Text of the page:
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impartial —they did not seem to have any leaning either one way or another. I wish I could say the same thing of the witnesses on the other side. It is no matter of calumny that all these gentlemen are my reverend brother's private friends that they entertain his opinions, and, as far as their influence extends, endeavour to propagate them. I have no doubt they see the difference, in point of efficiency, as their agent, between Mr. C., minister of the parish of Row, and Mr. C., stript of his gown, wandering up and down through the country expounding his principles. We are all, even the most impartial of us, acting every day under the influence of motives of which we are not conscious.

I will not enter more minutely upon the evidence, for reasons that I have already stated. I agree most completely with my reverend fathers, Drs. Grahame and Hamilton. The doctrine of universal atonement and pardon is just as distinctly admitted by Mr. C., at the 15th page of his answers, as it is possible for words to make it; and the other doctrine, that assurance is of the essence of faith and necessary to salvation, is evidently written, as with a sunbeam, in almost every page, both of his answers and the depositions.

Mr. Proudfoot expressed his regret that the opinion which he found himself compelled to entertain, regarding this case, was any thing but the opinion he could, from the bottom of his heart have wished to entertain. He said that the evidence appeared to him so full, distinct, and conclusive, that he felt he had only one duty to discharge as a minister of the Church of Scotland, and a believer in the revealed word of God, and that was to declare, after going fully into the libel and the evidence, that the doctrines charged in the libel were fully proven ; and that, with regard to the different counts, he need only. say, that he fully agreed with the opinions already expressed by his reverend fathers. He concluded by saying, that while he would willingly turn round and embrace his brother, did he see him what he had hoped to see him,-a labourer in the same vineyard, entertaining the same views, and animated with the same hopes, as himself,— that no tie, however strong, would deter him from declaring fearlessly that the charges, in every iota, were fully and distinctly proven.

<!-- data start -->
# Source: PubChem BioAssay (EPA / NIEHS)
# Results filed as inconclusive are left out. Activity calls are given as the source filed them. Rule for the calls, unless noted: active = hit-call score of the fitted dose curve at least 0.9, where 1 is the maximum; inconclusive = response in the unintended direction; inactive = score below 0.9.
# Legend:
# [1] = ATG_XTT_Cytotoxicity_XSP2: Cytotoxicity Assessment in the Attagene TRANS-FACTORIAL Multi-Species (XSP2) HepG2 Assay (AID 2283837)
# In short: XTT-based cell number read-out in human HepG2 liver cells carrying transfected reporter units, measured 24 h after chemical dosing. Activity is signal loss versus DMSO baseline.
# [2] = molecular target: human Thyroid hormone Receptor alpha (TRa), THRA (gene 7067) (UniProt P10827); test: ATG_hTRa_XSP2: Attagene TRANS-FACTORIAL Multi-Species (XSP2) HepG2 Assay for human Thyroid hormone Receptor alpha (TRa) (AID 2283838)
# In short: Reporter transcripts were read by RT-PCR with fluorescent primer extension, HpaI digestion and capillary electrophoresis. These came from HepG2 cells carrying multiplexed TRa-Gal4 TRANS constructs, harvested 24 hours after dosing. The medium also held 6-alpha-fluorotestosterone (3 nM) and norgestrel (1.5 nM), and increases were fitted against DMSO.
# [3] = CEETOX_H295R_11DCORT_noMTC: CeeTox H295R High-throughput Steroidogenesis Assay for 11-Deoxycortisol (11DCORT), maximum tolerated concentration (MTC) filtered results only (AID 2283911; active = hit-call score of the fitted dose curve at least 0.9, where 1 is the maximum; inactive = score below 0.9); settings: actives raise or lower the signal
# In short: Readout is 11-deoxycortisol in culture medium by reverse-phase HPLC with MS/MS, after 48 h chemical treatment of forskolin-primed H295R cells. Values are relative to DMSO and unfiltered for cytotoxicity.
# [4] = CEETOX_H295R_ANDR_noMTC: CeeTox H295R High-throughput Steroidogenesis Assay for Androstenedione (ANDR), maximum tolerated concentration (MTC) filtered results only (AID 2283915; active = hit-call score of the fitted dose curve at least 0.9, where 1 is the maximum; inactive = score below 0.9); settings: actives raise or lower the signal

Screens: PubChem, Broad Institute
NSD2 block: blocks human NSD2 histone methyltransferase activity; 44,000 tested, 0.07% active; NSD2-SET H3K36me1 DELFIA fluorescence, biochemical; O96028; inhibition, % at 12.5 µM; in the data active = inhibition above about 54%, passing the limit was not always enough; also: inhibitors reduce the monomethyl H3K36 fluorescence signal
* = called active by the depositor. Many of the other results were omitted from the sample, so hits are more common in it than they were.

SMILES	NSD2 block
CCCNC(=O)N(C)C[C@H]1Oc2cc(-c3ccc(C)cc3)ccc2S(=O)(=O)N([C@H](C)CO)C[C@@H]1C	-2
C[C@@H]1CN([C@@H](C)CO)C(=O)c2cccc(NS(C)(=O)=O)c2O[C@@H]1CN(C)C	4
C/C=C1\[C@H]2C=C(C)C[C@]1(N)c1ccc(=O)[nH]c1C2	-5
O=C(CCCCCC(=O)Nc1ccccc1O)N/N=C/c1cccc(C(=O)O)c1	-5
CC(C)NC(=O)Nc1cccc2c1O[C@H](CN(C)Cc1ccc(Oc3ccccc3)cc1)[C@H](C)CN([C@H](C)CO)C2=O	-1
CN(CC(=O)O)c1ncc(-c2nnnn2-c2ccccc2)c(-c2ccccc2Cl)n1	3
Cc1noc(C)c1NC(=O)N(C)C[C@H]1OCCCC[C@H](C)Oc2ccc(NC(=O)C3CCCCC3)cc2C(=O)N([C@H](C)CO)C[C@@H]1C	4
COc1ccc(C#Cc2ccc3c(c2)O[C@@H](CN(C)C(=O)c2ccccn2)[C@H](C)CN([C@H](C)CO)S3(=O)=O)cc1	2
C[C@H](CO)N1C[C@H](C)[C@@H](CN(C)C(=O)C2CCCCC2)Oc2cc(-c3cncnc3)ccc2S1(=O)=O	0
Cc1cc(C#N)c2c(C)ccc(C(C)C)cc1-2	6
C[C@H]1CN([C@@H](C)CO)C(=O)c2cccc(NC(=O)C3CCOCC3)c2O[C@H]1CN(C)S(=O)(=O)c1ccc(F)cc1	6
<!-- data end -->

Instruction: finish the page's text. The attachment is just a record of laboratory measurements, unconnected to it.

Mr. Story

It will be in the recollection of my reverend fathers and brethren, that when Mr. C.'s answers were laid upon the table, I then gave it as my opinion that any farther investigation of his peculiar opinions was totally unnecessary. I was, I believe, solitary in my opinion. I was sure, from what. I knew of Mr. C.'s opinions, and from what I saw in his answers, that he had given a very open and ingenuous exposition of his theological principles. It was thought, however, necessary to engage in this most laborious investigation of so many days; and the consequence has been the accumulation of an immense mass of evidenee; and, after all, it appears that nothing is contained in these statements but what was contained in his answers, At least this is the opinion of my fathers and brethren who have spoken before me. I certainly am sorry to think that it is necessary for me to allude to some observations made by those who have preceded me, before I examine the evidence which bears on the different counts. I attended most carefully from the beginning to the close of every sederunt of this reverend Presbytery; and my conclusion from the evidence was very different from that of the reverend brother who spoke last. I never did see, upon the whole, so many individuals apparently most conscientiously delivering their evidence on a difficult matter. I mean to apply this, generally, to the witnesses for the prosecution and the defence. It has been confessed by Dr. Hamilton that the doctrines were not understood but by the followers of Mr. C., therefore, those individuals who were giving their testimony could not be supposed always, and at once, to understand what was meant by the questions that were put. This may account for the delay of some of the witnesses in giving their answers; while there is nothing that can, in the least, impeach their conscientiousness and veracity. But without making any other observations, in reference to what has passed, I feel that, as a judge in this Court, I cannot but come to a different conclusion from those who have preceded me.